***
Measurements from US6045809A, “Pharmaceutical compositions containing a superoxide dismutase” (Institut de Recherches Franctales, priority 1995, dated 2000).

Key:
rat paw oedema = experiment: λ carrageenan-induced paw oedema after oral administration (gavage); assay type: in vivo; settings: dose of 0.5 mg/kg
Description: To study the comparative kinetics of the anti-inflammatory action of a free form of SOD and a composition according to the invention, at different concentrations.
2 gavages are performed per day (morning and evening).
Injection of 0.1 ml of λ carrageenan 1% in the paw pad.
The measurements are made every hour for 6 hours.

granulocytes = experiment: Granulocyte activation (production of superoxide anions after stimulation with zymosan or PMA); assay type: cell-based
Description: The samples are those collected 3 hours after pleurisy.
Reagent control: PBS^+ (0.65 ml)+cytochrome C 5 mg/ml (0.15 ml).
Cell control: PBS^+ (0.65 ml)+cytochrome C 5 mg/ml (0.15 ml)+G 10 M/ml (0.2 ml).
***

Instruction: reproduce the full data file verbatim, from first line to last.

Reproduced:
Measurements from US6045809A, “Pharmaceutical compositions containing a superoxide dismutase” (Institut de Recherches Franctales, priority 1995, dated 2000).

Key:
rat paw oedema = experiment: λ carrageenan-induced paw oedema after oral administration (gavage); assay type: in vivo; settings: dose of 0.5 mg/kg
Description: To study the comparative kinetics of the anti-inflammatory action of a free form of SOD and a composition according to the invention, at different concentrations.
2 gavages are performed per day (morning and evening).
Injection of 0.1 ml of λ carrageenan 1% in the paw pad.
The measurements are made every hour for 6 hours.

granulocytes = experiment: Granulocyte activation (production of superoxide anions after stimulation with zymosan or PMA); assay type: cell-based
Description: The samples are those collected 3 hours after pleurisy.
Reagent control: PBS^+ (0.65 ml)+cytochrome C 5 mg/ml (0.15 ml).
Cell control: PBS^+ (0.65 ml)+cytochrome C 5 mg/ml (0.15 ml)+G 10 M/ml (0.2 ml).